I woke up around 6:00 and had an hour to try to drink water and eat a little bit of food before my leg started. The runner for leg #6 was super fast, and before I knew it I was out in the chilly dawn starting my very first international race in Carcross, YT! The good news was that my leg was gorgeous and I had some really great weather. The bad news is that within 2 miles I realized that not sleeping, eating, or drinking enough water in the last 24 hours was going to make this a really tough run. It was one of the hardest races of my life, especially because of the very last hill (which let’s be honest, was more like a mountain) where I totally lost all desire to keep going. But at the top I got a great view from the scenic overlook and it was just enough to keep me going for one more mile.
As soon as I passed off the lanyard to runner #8 I had to rush over to the side of the road because I honestly thought I was going to puke. I ended up keeping it together, but I couldn’t stop shaking and couldn’t really stomach eating food for a while (chocolate milk luckily saved the day!). Once I changed into warm and dry clothes I felt much better, and I was able to refuel properly just in time to be able to cheer on our final runners. Around 4:00 pm we met our last runner in Whitehorse and cheered her on to the finish in 20:25:21!
I was so excited to be done, but just because the race was finished didn’t mean things got any easier! We spent the next few hours showering at an athletic center in town, eating crazy amounts of pasta at Boston Pizza, and taking a nap before hitting up the after party at a hotel in downtown Whitehorse. I didn’t stay too late, but it was really cool seeing everyone who had finished such a crazy hard race together in one room. After another mostly sleepless night, me and my two coworkers woke up early and hit up a Tim Horton’s for tons of coffee and donuts before driving 14 hours back home to Anchorage. We got in at midnight on Sunday and I literally had to take a sick day on Monday to recover.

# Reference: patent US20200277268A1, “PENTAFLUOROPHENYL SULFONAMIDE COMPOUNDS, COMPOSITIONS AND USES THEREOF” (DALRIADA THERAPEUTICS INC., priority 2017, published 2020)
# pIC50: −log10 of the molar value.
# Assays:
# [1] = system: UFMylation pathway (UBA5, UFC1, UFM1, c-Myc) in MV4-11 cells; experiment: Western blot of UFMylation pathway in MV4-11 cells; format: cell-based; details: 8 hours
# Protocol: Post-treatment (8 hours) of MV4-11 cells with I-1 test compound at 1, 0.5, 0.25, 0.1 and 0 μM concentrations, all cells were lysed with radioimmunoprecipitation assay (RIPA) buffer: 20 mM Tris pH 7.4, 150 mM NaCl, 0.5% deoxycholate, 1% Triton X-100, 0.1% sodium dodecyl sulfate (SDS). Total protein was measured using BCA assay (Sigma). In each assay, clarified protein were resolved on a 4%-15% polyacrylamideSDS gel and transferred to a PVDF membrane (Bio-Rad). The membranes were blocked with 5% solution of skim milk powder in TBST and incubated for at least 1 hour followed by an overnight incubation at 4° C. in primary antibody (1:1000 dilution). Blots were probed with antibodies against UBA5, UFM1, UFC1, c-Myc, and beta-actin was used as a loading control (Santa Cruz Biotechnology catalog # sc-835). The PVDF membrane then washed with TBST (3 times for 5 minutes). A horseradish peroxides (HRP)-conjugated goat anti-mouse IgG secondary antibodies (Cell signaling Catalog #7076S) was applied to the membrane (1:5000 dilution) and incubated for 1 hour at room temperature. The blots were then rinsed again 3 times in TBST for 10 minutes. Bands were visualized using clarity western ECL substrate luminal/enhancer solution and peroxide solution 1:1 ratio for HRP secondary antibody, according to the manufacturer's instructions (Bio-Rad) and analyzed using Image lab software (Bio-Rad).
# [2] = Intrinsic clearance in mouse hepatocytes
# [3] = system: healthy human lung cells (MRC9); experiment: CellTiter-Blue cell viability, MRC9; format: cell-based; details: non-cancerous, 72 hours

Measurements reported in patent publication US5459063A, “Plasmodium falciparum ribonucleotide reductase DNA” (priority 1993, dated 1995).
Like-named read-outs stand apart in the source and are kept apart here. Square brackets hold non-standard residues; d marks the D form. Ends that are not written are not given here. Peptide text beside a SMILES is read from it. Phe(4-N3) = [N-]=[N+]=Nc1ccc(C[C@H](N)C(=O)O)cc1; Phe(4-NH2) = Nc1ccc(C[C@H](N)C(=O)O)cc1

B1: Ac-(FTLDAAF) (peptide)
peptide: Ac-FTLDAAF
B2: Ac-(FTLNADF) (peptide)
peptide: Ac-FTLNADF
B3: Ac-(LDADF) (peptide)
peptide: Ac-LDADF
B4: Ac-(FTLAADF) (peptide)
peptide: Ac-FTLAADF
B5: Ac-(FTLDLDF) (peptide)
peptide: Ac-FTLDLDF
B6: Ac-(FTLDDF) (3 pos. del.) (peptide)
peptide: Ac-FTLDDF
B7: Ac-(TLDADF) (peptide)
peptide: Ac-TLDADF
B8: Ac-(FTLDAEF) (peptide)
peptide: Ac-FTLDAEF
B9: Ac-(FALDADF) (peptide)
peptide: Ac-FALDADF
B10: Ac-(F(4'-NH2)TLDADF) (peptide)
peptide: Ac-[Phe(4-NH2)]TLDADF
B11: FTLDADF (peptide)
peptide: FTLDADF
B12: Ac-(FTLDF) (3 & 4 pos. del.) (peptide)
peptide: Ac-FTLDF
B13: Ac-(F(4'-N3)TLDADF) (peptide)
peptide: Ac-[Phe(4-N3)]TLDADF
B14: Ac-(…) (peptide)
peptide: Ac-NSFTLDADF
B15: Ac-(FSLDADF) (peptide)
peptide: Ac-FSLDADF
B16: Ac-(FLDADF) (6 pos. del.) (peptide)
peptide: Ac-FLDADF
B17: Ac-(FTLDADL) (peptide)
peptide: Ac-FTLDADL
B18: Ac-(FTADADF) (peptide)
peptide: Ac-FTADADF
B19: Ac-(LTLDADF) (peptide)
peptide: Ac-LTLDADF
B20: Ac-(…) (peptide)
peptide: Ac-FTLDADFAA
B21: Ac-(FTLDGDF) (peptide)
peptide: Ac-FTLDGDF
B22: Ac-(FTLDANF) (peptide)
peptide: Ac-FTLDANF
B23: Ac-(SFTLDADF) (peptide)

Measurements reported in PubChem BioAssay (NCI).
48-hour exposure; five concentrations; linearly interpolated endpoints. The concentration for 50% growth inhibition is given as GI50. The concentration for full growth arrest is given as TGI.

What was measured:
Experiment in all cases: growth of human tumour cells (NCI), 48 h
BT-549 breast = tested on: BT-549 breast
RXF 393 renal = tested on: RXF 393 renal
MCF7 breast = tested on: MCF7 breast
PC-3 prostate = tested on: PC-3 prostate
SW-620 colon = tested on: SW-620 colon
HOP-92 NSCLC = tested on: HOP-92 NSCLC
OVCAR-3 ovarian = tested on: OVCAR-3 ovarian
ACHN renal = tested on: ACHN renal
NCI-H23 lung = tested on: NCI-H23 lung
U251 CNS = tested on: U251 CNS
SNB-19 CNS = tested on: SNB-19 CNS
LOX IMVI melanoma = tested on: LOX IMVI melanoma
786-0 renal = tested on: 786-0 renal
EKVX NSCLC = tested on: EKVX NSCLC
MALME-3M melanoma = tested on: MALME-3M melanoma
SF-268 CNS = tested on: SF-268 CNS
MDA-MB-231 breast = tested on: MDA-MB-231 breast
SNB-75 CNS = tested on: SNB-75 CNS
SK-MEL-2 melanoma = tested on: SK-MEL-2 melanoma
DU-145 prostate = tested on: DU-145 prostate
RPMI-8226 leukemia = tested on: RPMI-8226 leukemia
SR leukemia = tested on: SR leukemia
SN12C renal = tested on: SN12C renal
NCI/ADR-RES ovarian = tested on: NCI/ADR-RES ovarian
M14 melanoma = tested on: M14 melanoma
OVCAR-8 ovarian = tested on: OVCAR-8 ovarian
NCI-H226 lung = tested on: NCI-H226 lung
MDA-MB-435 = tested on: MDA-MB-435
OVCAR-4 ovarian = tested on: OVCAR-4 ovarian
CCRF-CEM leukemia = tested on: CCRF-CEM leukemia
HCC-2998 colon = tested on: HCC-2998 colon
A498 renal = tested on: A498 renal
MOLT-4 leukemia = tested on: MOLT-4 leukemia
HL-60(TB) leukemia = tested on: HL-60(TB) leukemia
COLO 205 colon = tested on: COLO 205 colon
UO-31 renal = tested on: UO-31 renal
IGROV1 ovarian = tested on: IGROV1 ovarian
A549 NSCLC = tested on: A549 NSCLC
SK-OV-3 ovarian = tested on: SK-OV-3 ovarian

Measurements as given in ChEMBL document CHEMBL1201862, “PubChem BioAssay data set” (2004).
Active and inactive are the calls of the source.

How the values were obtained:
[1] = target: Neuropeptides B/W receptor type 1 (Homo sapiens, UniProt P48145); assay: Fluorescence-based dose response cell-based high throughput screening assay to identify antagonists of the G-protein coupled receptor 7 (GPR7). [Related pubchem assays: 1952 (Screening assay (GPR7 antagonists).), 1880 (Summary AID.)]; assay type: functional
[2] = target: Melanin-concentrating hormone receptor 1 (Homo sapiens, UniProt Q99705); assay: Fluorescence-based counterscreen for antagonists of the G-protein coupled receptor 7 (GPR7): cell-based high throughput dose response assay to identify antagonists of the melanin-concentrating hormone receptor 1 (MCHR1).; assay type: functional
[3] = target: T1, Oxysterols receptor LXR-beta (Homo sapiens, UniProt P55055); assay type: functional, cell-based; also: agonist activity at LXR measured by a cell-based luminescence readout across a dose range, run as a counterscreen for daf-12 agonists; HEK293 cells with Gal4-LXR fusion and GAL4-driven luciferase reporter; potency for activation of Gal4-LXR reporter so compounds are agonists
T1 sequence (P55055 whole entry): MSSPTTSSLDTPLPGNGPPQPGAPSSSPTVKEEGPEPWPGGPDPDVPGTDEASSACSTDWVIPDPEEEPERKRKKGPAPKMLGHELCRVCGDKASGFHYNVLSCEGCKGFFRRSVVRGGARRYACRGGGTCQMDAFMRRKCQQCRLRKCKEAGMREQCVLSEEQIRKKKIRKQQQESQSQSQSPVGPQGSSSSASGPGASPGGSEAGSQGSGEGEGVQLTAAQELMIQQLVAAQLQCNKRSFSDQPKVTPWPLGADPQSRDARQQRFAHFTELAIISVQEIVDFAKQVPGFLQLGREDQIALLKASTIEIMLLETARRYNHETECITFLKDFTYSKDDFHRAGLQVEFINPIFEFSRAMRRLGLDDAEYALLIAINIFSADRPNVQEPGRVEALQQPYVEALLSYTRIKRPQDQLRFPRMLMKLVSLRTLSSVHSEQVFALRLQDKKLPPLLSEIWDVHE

If I had to sum this race experience up in one word, it would be: hard. While the running part of the race was extremely difficult because of my lack of proper self care due to living on an RV for 30 hours before I ran, it was honestly the best part because I got the opportunity to run alone through the mountains in the Yukon. It’s an experience that few people will ever get, and I’m really glad I got the chance to do it. But it’s extremely hard living in a tiny space with mostly strangers for such a long period of time, and next time I think I’ll try to do it with people that I know instead. I thought this race would be like Ragnar but it was so different – and sooooo much harder. There’s no way to train for the physical and mental exhaustion that happens before running your leg, and it’s hard to have to keep living in an RV for so long after the race is over. But if you’re looking for an incredibly beautiful, challenging, and unique relay and can get up to Skagway at the end of the tourist season I recommend signing up! I might sound crazy, but I think I’ll be there next year…
Have you ever run an international race? What is the longest amount of time you’ve traveled to get to a race? Will I see you here next year? 🙂